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Title Citation Alternate Citation Summary Type
UK - Dangerous Dogs - Dangerous Dogs Act 1991 1991 CHAPTER 65

An Act to prohibit persons from having in their possession or custody dogs belonging to types bred for fighting; to impose restrictions in respect of such dogs pending the coming into force of the prohibition; to enable restrictions to be imposed in relation to other types of dog which present a serious danger to the public; to make further provision for securing that dogs are kept under proper control; and for connected purposes.

Statute
Nye v. Niblett [1918] 1 KB 23

Three boys who had killed two farm cats were charged with an offence which could only have been committed if the cats were kept for a "domestic purpose". Local justices had acquitted the boys, in part because there no evidence was before them that the cats that were killed had been kept for a domestic purpose. Allowing the prosecutor's appeal, the Divisional Court held that there was no need to prove that a particular animal was in fact kept for a domestic purpose if it belonged to a class of animals which were ordinarily so kept.

Case
The United Kingdom

The United Kingdom

UK Pet Stores

Policy
UK - Fur - Fur Farming (Prohibition) Act 2000 2000 CHAPTER 33

An Act to prohibit the keeping of animals solely or primarily for slaughter for the value of their fur; to provide for the making of payments in respect of the related closure of certain businesses; and for connected purposes.

Statute
Waters v. Meakin [1916] 2 KB 111

The respondent had been acquitted of causing unnecessary suffering to rabbits (contrary to the Protection of Animals Act 1911, s. 1(1)) by releasing them into a fenced enclosure from which they had no reasonable chance of escape, before setting dogs after them. Dismissing the prosecutor's appeal, the Divisional Court held that the respondent's conduct fell within the exception provided for "hunting or coursing" by sub-s. (3) (b) of s. 1of the 1911 Act. From the moment that the captive animal is liberated to be hunted or coursed, it falls outwith the protection of the 1911 Act, irrespective of whether the hunting or coursing is humane or sportsmanlike.

Case
UK - Cruelty - Animal Welfare Act Animal Welfare Act of 2006

This is the overarching general anti-cruelty law for the UK, which uses suffering as a key concept.

Statute
R. v. Senior [1899] 1 QB 283

Held: The word "wilfully", when used in the context of an offence prohibiting cruelty to children, "means that the act is done deliberately and intentionally, not by accident or inadvertence, but so that the mind of the person who does the act goes with it" ( per Lord Russell of Killowen C.J.). Note: the word "wilfully" is occasionally an element of animal welfare offences, such as that of wilfully, without any reasonable cause or excuse, administering a poisonous drug or substance to an animal (Protection of Animals Act 1911, s 1(1)(d)).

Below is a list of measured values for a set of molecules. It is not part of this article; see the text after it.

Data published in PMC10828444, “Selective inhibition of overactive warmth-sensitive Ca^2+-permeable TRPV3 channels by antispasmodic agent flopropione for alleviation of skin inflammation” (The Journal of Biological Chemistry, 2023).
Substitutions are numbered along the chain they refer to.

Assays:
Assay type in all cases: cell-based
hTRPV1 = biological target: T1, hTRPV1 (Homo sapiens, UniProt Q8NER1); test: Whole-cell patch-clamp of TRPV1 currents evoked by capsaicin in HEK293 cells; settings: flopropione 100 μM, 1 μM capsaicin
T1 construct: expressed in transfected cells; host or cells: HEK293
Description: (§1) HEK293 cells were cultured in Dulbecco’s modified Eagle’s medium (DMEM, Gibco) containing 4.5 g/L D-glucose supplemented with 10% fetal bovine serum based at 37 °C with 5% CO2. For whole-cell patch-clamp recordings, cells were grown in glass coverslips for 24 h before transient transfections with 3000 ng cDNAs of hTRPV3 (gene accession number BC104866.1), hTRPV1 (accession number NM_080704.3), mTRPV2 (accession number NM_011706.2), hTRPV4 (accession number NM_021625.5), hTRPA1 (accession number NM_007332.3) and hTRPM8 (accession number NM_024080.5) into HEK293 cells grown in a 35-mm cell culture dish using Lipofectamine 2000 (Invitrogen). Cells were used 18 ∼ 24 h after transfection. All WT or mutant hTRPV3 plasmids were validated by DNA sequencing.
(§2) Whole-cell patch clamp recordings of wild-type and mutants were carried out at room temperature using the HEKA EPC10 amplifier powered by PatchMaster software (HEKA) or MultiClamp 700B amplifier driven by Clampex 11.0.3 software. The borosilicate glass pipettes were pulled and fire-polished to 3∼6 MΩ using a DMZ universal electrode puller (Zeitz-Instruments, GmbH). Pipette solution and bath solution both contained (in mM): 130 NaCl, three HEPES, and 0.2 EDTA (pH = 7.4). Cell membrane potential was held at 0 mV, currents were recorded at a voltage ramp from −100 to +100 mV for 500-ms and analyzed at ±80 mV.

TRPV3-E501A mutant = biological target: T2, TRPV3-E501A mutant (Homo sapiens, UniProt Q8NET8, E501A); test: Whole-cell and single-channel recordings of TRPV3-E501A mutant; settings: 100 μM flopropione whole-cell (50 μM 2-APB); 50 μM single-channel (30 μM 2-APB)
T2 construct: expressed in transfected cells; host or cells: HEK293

Case
UK - Cruelty - Protection of Animals Act 1911 1911 Ch 27

The main piece of anti-cruelty legislation applicable to England and Wales. Click here for the 2006 Amendments to this Act.

Statute
Rogers v. Teignbridge District Council

A planned event called "The Creepy Crawly Show" was to have been held at a racecourse and to have involved the display and sale of small exotic animals by a number of different breeders, dealers and enthusiasts. The event's organizer applied to the local council for a pet shop licence under the Pet Animals Act 1951. The application was refused on the ground that the event was prohibited by section 2 of the Act which states that a person is guilty of an offence if he "carries on a business of selling animals as pets in any part of a street or public place, [or] at a stall or barrow in a market". The organizer's appeal to the local magistrates court was dismissed. Held: the holding of the event would have involved the carrying on a business of selling pets in a "public place". It would also have involved the selling of animals in a market. The event was therefore prohibited by section 2 and that it would have been unlawful for the local authority to have licensed it.

Case
Ward v RSPCA [2010] EWHC 347 (Admin) 2010 WL 308502

This appeal concerns the conviction of Anthony Ward for two offences of causing unnecessary suffering to two ponies contrary to Section 4(1)(a) of the Animal Welfare Act 2006. Under Section 34 of the Act, Ward was disqualified from owning and keeping, or participating in keeping, or being a party to an arrangement under which animals are kept for a period of 10 years. This appeal concerns the disqualification. In upholding the disqualification, the court felt that it was justified where defendant had two previous convictions and the last disqualification expired only three years before this offence.

Case

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